Fiction by Brian McVety

The can of tile refinisher smells like the shame of gasoline.

Zoë was nine when her father let her pump gas for the first time. He remained in their rusted station wagon to argue with the radio. The powerful gush forced the nozzle from her hands and drenched her denim cutoffs. When she refused to take them off in order to be allowed back on his vinyl seats, she had to huddle in the way back next to the grass clippings and half-filled can of gasoline.

Zoë closes the lid and shakes away the memory, comforted by the slosh of toxicity.

The project was hers. To make something old, new. Despite staying up late watching tutorials on how to strip and sand the tiles, she isn’t sure if she’s done it all correctly, but she won’t make that phone call. It’s her bathroom, now.

Tatie appears from the basement wearing an old tulle scarf as a cape, a bedazzled purple crown woven into her amber hair. She won’t meet Zoë’s eyes and keeps her legs together as she walks. Zoë wonders when it will stop, when it will all stop; she was never like this before they moved.

Zoë fights down the swear rising from within and remembers that the doctor said negative reinforcement is the opposite of what Tatie needs. A little is better than nothing. Zoë tells her to find her father to help change her. Tatie doesn’t acknowledge the request but tiptoes away, clutching her pants over a bulbous stomach as she goes. Despite knowing better, Zoë yells it better not happen again. Tatie stares back through the slats in the railing as she crawls up the stairs. Ignoring the screams of protest from above, Zoë reopens the can, puts on a mask and gets to work.

No matter how many windows she opens, the stench lingers for days. Jim tells her that the bathroom looks just like new. Zoë points out the spots where she has messed up: the bubbled paint, the tile she missed, the cracks in the grout. She aches to tear it all down and buy new tiles to do it properly this time. Her husband pats her on the head instead of telling her how ridiculous she sounds. Zoë wrestles the toilet back into place, hangs a picture of a cat flushing a goldfish—one of Tatie’s favorites—thinks it might help, might make the foreign seem familiar.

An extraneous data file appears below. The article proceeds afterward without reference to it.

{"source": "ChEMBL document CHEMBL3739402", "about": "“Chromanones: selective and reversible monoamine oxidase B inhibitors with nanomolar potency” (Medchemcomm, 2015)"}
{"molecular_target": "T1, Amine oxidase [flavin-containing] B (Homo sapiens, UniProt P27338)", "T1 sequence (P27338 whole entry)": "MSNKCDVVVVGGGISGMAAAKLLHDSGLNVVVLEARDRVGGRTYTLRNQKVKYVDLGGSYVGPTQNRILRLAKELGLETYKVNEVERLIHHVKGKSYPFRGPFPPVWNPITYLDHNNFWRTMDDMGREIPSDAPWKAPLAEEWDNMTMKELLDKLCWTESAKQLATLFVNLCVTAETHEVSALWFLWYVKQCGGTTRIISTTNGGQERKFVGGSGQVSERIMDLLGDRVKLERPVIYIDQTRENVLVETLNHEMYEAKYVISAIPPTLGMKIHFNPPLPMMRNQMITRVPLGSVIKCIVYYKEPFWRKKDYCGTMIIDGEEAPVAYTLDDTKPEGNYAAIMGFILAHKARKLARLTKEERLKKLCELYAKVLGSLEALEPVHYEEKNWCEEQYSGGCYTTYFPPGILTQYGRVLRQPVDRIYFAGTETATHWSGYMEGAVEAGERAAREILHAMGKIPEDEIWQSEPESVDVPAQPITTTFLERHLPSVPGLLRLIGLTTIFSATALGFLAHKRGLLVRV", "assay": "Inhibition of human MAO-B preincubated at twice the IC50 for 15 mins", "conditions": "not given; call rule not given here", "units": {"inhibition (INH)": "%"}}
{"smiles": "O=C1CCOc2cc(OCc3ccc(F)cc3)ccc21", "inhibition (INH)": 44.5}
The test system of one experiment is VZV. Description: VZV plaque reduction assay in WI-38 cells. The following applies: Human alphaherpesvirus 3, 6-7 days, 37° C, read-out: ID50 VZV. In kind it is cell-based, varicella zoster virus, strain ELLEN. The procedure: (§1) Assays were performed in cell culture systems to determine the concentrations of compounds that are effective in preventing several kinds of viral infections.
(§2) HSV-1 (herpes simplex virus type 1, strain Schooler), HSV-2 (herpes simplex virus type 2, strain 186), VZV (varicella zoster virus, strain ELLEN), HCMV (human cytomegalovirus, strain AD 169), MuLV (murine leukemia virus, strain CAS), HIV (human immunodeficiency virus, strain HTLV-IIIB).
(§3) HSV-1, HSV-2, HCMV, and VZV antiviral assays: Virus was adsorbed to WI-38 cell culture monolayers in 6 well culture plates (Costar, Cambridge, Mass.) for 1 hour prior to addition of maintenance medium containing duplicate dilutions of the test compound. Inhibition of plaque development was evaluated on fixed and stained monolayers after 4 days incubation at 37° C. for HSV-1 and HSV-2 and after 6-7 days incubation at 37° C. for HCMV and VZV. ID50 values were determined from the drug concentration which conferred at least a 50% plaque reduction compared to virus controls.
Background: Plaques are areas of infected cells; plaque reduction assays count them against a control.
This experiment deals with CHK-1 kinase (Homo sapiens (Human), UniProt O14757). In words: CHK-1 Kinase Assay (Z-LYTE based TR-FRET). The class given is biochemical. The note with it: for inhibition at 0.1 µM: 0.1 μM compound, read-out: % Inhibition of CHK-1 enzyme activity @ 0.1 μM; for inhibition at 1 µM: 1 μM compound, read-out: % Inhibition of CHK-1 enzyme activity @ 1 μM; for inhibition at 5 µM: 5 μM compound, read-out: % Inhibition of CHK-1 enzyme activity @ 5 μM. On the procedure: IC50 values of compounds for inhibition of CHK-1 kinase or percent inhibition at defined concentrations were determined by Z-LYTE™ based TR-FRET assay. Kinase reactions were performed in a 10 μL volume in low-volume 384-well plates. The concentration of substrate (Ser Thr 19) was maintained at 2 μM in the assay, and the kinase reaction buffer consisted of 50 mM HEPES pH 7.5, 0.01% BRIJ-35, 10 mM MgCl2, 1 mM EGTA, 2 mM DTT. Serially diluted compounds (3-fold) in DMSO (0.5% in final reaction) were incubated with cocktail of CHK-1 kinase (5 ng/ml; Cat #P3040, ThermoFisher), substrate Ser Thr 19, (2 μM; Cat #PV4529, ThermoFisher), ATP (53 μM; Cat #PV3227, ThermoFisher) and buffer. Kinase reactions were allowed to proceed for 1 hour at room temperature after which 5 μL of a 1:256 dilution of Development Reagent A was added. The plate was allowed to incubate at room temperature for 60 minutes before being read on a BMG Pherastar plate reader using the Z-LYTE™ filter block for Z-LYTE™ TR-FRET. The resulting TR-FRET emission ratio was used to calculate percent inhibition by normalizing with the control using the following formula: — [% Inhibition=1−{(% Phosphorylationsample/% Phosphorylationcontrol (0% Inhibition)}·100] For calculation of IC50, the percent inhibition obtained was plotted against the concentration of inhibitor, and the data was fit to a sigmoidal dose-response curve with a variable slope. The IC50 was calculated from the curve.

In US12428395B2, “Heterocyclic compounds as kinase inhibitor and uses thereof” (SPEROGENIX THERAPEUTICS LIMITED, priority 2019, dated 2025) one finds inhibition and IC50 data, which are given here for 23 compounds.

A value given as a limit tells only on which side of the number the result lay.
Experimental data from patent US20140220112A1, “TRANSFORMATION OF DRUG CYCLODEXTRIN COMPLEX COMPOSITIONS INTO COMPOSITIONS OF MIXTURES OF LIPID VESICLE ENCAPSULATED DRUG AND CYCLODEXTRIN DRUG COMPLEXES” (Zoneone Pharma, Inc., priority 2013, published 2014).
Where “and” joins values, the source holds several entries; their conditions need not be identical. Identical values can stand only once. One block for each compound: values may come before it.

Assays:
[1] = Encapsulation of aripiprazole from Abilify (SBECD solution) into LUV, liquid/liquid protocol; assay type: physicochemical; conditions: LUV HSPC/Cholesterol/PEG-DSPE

Later that afternoon as she goes to sort through bills, Zoë finds Tatie huddled in the corner of the office, her cerulean eyes wincing in pain. She tries to take her to the bathroom, but Tatie flails her legs and shrieks in a way she has never heard before. When Zoë puts her down, Tatie bolts to Naomi, who is coloring at the kitchen table. They never had to think about this with the first one.

Zoë tries to remember when Tatie last had gone, convinces herself it couldn’t been over a week. The doctor told them not to let it go on for much longer than that. If it did, they should act. She wants to confirm all this with Jim but hears the violence of his video games from the other room. She glances to Tatie, who grips the edge of the table in pain.


Like so much of her life that is hidden away—why the oven won’t roast above 375, why her father never wrote back after he left, why she’s back here—she isn’t sure where she put them. Zoë searches the cabinet past stacks of toilet paper and the spare tools she has forgotten to put away. She finds them on a shelf that the kids can’t quite reach. She pulls one out, reads the directions, thinks there should be more to it, and puts it in her back pocket as if it were a gun. 

Zoë marches into the kitchen and grabs Tatie from behind. Thrashing and kicking, Tatie begs her to stop as Zoë yanks down her pants. She screams no again and again, promises she will go, like she has promised so many times before. Zoë pulls the suppository from her back pocket and tries to pin down Tatie’s arms. She feels her pounding heart as she bends Tatie over the toilet, their faces almost against the tiles. Zoë’s finger hovers over the applicator, when suddenly she sees some other boy, some other man, pinning down Tatie’s grown body, yanking her underwear to her knees, ignoring her pleas.

Zoë stops herself. She can’t meet Tatie’s eyes. With shaking hands, she lets go.

Tatie squirms away and wipes her cheeks with the back of her hands. She pulls up her pants and scampers to rejoin her sister. Crossing her legs again, she stands by Naomi’s side.  

Zoë sits and leans back against the sticky white tiles. She sees another spot she has missed. She wonders how to get it right, how anyone gets it right, when the phone rings.

Jim yells saying it’s her mother, that she wants to come and see the girls, will show her a few tricks about the house that she may have forgotten, wants to make sure she has it all under control. She breathes in deeply and wants to say no, when she feels it escape her lips, a little saint of a word.


<strong>Brian McVety</strong>
Brian McVety

Brian McVety lives in Longmeadow, MA with his wife and three daughters. His work has appeared or is forthcoming in Arcturus, Porcupine Literary, Flash Fiction Magazine, Tiny Molecules, Feed, and elsewhere. He can be followed on Twitter @bmcvety.